The United States nuclear arsenal can go from standby to missile launch in about five minutes, according to Bruce Blair a former Minuteman launch control officer.
The U.S. Strategic Command uses a strict protocol to authorize a launch.
Launching the U.S. arsenal requires eight steps, according to Blair, a research scholar at Princeton University's program on science and global security and founder of nonproliferation advocacy group Global Zero.
The video above explains the protocols, but basically the president first talks to advisors such as the Omaha-based four-star general at the helm of the U.S. Strategic Command. The president's conclusion is then carried out through a series of codes and encrypted messages that travel through the Pentagon to the land- or sea-based launch sites, where control officers simultaneously turn their security keys to initiate the launch.
Tensions between North Korea and the United States reached new heights on Aug. 8, when President Donald Trump warned the rogue regime it faced "fire and fury" if it made any more threats. North Korea responded by saying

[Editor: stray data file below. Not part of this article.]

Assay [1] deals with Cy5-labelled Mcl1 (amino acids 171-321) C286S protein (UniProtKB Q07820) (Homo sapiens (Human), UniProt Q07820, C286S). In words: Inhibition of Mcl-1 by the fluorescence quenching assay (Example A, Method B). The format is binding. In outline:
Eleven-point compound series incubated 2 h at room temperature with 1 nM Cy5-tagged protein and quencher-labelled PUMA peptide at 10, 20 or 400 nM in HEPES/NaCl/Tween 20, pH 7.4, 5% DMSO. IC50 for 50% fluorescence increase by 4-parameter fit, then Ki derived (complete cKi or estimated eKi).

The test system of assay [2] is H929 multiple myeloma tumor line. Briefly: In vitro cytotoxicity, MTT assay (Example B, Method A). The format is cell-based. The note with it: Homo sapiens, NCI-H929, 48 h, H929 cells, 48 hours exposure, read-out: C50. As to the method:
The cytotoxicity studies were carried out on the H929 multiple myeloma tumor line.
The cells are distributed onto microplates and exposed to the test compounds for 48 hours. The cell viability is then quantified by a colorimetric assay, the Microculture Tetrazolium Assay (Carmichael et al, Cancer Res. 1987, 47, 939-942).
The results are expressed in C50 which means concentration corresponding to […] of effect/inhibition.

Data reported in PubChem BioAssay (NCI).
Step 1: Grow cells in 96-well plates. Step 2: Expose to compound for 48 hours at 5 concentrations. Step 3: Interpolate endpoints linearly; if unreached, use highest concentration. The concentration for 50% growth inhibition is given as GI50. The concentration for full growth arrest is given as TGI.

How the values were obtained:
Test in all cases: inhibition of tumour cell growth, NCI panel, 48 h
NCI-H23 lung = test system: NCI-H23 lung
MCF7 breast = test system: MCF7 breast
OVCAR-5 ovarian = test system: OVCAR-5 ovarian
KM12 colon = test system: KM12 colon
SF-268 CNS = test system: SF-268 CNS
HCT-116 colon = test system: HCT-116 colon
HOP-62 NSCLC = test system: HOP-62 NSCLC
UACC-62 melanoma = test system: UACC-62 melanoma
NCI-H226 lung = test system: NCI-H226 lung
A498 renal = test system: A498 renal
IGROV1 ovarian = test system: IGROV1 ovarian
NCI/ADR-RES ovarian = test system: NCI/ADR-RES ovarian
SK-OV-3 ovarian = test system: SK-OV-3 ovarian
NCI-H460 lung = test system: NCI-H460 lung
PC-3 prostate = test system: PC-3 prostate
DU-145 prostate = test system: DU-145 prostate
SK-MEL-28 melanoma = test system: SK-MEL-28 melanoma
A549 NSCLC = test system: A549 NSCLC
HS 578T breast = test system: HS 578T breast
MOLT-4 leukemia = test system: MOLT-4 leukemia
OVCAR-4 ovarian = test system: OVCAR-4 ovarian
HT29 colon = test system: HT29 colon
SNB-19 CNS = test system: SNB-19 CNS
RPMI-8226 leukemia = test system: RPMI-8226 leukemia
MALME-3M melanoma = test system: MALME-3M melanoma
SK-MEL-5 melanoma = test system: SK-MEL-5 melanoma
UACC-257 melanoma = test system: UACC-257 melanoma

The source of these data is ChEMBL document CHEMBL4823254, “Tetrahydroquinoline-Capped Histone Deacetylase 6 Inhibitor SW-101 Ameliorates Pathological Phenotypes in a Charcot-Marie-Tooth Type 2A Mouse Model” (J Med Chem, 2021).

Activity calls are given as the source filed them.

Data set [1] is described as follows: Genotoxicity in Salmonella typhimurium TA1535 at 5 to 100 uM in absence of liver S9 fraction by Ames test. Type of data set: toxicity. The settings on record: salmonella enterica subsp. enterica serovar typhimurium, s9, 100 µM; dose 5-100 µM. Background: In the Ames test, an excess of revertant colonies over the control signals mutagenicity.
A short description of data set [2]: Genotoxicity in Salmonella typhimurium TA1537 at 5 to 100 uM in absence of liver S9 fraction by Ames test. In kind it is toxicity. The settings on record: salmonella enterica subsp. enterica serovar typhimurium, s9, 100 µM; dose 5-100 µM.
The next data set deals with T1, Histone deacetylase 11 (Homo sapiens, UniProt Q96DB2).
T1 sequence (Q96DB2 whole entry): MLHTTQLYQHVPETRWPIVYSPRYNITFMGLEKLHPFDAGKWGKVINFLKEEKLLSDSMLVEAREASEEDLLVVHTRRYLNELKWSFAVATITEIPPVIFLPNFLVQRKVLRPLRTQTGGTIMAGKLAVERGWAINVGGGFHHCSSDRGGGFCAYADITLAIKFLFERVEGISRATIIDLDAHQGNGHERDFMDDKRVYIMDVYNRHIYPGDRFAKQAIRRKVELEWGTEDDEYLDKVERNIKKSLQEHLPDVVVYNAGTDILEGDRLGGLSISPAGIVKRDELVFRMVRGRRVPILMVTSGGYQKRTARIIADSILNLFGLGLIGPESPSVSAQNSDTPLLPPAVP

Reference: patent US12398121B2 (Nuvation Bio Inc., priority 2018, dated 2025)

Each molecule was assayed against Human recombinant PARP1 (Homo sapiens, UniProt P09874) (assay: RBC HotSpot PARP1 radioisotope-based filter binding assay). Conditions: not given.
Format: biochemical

North Korea test-fired a missile on July 28, despite pressure from China to abandon its nuclear weapons and ballistic missile programs. Following the launch, defense experts confirmed North Korea has the capability to reach more than half the continental U.S. with a nuclear-armed intercontinental ballistic missile.
U.S. intelligence believes North Korean leader Kim Jong Un has up to 60 nuclear weapons, though some independent experts say the total is smaller. By comparison, the U.S. has around 6,800 nuclear weapons, according to the Federation of American Scientists, with about 1,800 actively deployed at land bases and submarines.
Five states in the continental U.S. are home to missile launch sites: Colorado, Montana, Nebraska, North Dakota and Wyoming, according to the Congressional Research Service. The Eighth Air Force operates five nuclear-capable bomber wings out of bases in Louisiana, North Dakota, South Dakota, Missouri and Texas. There also are 14 active Ohio-class submarines, with four of the nuclear-armed ships on designated "hard alert" patrols at any time.